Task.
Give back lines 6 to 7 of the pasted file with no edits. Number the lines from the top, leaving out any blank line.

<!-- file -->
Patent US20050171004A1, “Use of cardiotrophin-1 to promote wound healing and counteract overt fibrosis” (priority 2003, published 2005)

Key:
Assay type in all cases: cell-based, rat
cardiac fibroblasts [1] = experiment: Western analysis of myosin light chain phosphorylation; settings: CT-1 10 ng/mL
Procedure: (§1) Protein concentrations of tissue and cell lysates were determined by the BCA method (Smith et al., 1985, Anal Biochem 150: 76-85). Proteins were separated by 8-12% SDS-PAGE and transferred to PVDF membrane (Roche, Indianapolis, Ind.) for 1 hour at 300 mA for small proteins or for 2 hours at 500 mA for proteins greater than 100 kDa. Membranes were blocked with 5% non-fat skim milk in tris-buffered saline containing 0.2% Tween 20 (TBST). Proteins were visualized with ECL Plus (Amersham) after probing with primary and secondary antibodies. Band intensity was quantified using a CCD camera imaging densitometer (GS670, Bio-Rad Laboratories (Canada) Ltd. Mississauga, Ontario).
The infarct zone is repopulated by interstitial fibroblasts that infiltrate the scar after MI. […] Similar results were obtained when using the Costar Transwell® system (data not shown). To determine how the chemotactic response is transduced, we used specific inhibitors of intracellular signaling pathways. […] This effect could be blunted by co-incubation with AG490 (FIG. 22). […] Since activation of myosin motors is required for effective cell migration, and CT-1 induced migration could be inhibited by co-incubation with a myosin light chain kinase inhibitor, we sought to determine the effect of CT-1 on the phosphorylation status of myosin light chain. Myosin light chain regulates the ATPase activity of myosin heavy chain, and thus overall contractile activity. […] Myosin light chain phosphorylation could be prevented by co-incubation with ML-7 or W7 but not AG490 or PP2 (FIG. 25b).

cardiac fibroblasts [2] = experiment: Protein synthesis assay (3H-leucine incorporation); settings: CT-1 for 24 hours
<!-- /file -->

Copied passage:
The infarct zone is repopulated by interstitial fibroblasts that infiltrate the scar after MI. […] Similar results were obtained when using the Costar Transwell® system (data not shown). To determine how the chemotactic response is transduced, we used specific inhibitors of intracellular signaling pathways. […] This effect could be blunted by co-incubation with AG490 (FIG. 22). […] Since activation of myosin motors is required for effective cell migration, and CT-1 induced migration could be inhibited by co-incubation with a myosin light chain kinase inhibitor, we sought to determine the effect of CT-1 on the phosphorylation status of myosin light chain. Myosin light chain regulates the ATPase activity of myosin heavy chain, and thus overall contractile activity. […] Myosin light chain phosphorylation could be prevented by co-incubation with ML-7 or W7 but not AG490 or PP2 (FIG. 25b).

cardiac fibroblasts [2] = experiment: Protein synthesis assay (3H-leucine incorporation); settings: CT-1 for 24 hours